What it really shows is that Pakistan has been far to casual in dealing with these casual killers. They have looked the other way for too long at the groups of mass murderers for Allah because they thought they were more a threat to external enemies than to themselves. I don't think it is too late for Pakistan to get serious about the threat of the Islamic religious bigots, but deals like the one in Swat suggest they have not made that commitment yet.
THE grainy CCTV footage showing the escape of the Lahore killers has none of the drama of an action movie getaway, yet all the atmosphere of a Hitchcock film. Less than four minutes after blasting a tour by the Sri Lanka cricket team into carnage, the perpetrators are seen strolling calmly through the narrow back streets of Liberty market.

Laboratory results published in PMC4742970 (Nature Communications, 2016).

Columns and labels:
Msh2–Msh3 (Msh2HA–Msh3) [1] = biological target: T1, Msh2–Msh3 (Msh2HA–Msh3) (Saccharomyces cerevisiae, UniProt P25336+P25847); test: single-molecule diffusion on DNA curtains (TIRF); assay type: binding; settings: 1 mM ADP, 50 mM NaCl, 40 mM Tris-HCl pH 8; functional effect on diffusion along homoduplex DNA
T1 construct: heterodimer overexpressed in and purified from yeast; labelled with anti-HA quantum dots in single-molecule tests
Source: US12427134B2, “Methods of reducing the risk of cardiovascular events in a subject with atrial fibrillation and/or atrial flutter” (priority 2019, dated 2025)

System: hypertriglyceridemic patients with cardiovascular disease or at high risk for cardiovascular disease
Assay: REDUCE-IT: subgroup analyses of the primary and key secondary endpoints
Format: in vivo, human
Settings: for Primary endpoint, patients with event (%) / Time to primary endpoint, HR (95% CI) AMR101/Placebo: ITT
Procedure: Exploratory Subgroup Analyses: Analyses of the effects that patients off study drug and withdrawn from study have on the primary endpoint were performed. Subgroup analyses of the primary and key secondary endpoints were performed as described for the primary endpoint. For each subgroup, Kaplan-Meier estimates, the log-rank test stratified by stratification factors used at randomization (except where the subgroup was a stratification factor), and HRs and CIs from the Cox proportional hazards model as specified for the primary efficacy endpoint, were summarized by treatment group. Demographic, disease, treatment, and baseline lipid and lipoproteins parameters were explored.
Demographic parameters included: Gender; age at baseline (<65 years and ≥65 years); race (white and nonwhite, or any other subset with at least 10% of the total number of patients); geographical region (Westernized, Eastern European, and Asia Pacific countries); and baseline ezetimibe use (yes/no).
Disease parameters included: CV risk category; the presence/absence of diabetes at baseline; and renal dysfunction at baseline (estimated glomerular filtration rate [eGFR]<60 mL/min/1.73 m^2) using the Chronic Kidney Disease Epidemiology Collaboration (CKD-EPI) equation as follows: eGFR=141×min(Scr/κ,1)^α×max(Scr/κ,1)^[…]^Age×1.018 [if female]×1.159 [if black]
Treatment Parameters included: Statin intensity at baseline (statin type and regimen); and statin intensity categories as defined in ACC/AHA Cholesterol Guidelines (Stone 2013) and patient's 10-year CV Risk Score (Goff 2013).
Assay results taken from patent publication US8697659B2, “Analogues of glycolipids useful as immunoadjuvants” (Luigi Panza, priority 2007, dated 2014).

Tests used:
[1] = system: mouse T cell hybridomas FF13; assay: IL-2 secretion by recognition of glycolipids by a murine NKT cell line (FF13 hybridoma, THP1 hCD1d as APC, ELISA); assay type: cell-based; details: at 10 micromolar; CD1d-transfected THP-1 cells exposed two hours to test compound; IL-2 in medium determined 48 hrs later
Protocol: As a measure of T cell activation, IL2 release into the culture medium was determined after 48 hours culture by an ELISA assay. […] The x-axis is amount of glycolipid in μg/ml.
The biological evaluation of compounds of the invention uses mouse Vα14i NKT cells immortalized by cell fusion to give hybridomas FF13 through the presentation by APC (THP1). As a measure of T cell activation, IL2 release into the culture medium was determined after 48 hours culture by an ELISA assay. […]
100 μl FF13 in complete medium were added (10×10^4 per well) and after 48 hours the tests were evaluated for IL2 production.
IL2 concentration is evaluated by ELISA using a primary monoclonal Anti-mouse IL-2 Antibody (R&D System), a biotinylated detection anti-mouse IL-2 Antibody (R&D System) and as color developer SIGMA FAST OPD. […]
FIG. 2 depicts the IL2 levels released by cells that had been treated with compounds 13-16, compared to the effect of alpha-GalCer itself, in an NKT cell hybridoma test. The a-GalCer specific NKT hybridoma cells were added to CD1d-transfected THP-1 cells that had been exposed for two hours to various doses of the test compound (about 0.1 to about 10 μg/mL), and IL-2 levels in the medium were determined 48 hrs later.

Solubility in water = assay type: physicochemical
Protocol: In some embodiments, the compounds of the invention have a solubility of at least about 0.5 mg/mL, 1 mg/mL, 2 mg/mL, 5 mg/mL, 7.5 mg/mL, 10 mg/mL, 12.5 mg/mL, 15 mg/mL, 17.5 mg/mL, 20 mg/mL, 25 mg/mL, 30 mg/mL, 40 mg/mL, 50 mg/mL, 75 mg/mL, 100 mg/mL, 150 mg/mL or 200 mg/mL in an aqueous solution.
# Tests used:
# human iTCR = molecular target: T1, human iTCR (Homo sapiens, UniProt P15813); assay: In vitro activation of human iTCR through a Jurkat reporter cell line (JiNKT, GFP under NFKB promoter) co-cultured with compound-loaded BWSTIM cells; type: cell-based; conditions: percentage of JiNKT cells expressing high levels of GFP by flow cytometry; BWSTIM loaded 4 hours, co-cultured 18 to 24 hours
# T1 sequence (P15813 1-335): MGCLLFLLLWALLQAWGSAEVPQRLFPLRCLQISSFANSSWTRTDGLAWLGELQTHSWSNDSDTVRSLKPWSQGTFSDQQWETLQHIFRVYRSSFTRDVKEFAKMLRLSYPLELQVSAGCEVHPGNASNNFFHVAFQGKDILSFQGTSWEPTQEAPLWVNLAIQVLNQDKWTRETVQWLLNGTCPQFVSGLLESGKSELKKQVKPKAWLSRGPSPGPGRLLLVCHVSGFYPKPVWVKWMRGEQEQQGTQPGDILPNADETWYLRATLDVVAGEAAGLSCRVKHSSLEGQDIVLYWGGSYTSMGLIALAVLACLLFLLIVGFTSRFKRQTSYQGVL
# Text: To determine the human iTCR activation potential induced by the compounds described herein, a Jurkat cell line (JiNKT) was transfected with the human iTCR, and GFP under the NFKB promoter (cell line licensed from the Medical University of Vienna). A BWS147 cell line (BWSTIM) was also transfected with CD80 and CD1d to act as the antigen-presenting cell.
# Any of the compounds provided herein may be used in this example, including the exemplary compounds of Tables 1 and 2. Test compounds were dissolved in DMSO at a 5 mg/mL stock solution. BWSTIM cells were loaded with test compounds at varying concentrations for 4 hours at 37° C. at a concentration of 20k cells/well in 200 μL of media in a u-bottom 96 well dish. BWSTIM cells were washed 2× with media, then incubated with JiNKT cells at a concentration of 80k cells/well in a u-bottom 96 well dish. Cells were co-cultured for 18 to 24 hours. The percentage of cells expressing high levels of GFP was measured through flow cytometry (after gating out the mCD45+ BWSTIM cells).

It is their nonchalance that is most chilling. One sequence shows a man arriving on a motorbike in a deserted street. Two others with guns slung over their shoulders mount the bike, which drives off. They look like men confident of not being caught.
Minutes earlier, at 8.40am on Tuesday, they had shocked the nation and the world by ambushing the Sri Lankan team bus, dealing a lethal blow to Pakistan’s national sport. Coming soon after a deal with militants that handed control of the one-time tourist haven of the Swat valley to the Taliban, the attack set off alarm bells from London to Washington about the potential collapse of the nuclear-armed country.
The Independent on Sunday also discusses the dangers of Pakistan.
political news | news | world news
More at: News 2 Cromley